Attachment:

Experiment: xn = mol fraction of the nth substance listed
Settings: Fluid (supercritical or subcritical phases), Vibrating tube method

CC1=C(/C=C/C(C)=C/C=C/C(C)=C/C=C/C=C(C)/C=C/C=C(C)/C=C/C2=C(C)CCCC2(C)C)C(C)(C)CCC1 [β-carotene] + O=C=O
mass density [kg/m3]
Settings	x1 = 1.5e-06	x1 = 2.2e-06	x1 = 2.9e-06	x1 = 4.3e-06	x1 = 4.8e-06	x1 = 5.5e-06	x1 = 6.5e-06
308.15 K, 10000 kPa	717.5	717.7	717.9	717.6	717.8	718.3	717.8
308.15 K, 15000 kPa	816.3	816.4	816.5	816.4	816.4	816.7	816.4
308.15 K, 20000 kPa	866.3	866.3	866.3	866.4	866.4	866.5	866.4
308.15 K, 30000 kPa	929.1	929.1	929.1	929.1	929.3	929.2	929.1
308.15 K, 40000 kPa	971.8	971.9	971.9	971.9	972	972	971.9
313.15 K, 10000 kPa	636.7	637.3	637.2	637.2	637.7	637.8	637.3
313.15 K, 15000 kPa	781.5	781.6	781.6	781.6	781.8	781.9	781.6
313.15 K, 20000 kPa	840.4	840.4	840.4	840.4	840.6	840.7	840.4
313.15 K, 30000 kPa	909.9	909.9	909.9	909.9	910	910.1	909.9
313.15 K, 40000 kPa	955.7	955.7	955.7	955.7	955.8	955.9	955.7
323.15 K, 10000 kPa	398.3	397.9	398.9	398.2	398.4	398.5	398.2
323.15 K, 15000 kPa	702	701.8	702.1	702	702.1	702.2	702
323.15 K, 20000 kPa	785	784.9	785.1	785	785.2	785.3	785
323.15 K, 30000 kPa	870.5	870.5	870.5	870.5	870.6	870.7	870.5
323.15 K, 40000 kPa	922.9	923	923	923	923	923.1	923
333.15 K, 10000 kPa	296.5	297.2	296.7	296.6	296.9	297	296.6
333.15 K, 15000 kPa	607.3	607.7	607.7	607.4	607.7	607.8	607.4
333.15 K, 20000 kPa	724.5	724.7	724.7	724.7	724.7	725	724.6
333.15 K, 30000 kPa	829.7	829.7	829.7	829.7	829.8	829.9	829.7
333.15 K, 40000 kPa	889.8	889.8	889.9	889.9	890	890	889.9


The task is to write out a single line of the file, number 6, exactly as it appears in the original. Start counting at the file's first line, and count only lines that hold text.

308.15 K, 10000 kPa	717.5	717.7	717.9	717.6	717.8	718.3	717.8